The name of Stanley Clark, Polytechnic Rowing Club and Quintin Boat Club member lives on.


Following the extensive refurbishment of the QBC Club Room funded by the Quintin Hogg Trust, another name has been added to the Quintin Boat Club war memorial. Stanley Clark (1903-43), a club member and Polytechnic Rower, who died on the infamous Japanese prisoner-of-war camp working on the Burma-Siam Railway

The war memorial will have an extra name when it goes back on the wall after the refurbishment of the QBC club room. During the ongoing extensive works the memorial was removed for the first time since the 1939-45 section of it was added. QBC have taken the opportunity to add the name of Stanley Clark, who died in 1943 while working on the infamous Burma-Siam Railway as a prisoner of the Japanese. He is buried in Chungkai war cemetery near the River Kwai but QBC only learnt of his death a few years ago. Stanley had been the general manager of a company in Malaya, he then joined the Malayan equivalent of the Territorial Army and was been captured in Singapore.

From what little information available, it is known that he rowed with QBC from 1923 to at least 1925. His results in internal club events in 1923 are typical of someone who had only just started rowing. In 1924 he rowed for Quintin in several external regattas without winning any events. Early in 1925 he was the winning stroke in Quintin's 'junior trial eights' race between two matched crews of members who were presumably being considered for regattas later in the season. 12 of the 16 oarsmen in the two trial eights subsequently represented Quintin at regattas in 1925 – but not Stanley Clark. It is presumed he must have been ill or injured or had other commitments and no evidence can be found that he rowed in either internal or external events after the spring of 1925. Perhaps he was about to go abroad and could no longer afford the time to row.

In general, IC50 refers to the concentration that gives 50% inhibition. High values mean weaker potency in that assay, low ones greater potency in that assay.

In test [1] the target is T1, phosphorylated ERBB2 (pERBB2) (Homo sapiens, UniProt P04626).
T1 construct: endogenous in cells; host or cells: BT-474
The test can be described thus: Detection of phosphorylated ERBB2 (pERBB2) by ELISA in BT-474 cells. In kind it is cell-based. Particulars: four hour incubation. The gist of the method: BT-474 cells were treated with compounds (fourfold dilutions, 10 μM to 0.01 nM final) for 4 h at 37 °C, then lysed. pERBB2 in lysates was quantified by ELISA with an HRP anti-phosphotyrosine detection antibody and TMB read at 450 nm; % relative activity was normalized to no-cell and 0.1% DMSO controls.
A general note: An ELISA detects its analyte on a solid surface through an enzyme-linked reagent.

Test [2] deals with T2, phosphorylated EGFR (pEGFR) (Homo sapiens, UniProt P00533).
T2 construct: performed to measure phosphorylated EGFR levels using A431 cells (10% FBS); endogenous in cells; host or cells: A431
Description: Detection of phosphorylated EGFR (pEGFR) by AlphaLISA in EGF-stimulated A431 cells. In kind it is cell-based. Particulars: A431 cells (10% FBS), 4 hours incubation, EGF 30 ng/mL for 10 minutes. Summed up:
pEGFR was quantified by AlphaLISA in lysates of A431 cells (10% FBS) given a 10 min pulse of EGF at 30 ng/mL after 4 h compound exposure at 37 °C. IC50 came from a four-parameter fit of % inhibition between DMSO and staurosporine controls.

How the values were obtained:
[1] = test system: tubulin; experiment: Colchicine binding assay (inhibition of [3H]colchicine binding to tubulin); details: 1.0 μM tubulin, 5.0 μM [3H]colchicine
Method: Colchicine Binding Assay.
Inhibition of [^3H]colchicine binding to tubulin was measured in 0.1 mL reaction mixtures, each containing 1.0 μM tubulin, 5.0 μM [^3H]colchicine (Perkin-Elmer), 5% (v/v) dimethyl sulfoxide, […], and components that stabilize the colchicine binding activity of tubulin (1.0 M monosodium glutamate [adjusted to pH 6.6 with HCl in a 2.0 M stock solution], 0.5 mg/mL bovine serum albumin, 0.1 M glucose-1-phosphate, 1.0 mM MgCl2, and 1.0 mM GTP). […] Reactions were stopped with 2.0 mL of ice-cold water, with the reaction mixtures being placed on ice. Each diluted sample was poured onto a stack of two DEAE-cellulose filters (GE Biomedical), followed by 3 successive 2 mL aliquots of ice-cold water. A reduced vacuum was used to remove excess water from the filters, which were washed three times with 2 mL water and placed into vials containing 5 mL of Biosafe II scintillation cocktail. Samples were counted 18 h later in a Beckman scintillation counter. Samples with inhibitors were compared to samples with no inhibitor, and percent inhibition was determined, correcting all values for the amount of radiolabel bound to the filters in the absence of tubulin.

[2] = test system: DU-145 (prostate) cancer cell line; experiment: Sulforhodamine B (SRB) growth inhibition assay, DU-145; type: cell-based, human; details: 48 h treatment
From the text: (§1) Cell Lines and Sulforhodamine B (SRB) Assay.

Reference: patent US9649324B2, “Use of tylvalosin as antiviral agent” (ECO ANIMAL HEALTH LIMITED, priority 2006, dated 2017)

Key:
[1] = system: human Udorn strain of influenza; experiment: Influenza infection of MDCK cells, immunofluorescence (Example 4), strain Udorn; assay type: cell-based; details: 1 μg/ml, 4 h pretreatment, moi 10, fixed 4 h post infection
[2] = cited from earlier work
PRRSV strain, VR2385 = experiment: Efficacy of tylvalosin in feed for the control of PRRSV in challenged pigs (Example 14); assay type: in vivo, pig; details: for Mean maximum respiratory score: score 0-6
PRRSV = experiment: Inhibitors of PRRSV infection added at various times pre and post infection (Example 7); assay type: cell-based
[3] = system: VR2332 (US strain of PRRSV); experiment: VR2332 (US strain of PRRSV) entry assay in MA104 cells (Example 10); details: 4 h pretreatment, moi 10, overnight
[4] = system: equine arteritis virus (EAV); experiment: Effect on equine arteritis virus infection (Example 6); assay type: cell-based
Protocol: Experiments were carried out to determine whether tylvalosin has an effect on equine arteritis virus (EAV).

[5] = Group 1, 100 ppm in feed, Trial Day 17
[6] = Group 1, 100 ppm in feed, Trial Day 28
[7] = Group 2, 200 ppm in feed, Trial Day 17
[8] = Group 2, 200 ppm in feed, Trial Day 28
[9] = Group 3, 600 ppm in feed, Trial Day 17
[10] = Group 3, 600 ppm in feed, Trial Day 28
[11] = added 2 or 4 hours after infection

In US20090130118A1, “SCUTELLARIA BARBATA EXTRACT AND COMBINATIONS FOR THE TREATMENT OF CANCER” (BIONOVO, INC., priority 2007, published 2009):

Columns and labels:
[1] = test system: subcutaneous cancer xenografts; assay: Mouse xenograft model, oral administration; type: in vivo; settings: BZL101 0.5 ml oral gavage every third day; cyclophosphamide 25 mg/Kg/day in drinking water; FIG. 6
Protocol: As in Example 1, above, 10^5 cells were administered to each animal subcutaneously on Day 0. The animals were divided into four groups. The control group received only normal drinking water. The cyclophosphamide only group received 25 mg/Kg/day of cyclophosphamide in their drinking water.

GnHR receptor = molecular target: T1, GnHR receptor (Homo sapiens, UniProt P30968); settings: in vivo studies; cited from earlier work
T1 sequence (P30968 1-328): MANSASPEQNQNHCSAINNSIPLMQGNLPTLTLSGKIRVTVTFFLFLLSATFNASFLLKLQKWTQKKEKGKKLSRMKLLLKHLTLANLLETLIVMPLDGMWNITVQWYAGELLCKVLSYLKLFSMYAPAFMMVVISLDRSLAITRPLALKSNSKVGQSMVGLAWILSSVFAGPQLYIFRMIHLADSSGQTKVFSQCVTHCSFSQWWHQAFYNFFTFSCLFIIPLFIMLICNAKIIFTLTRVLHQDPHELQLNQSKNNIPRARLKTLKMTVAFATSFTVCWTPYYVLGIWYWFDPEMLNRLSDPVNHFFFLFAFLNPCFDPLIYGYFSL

However his name will now live on.

Stanley Clark (1903-1943)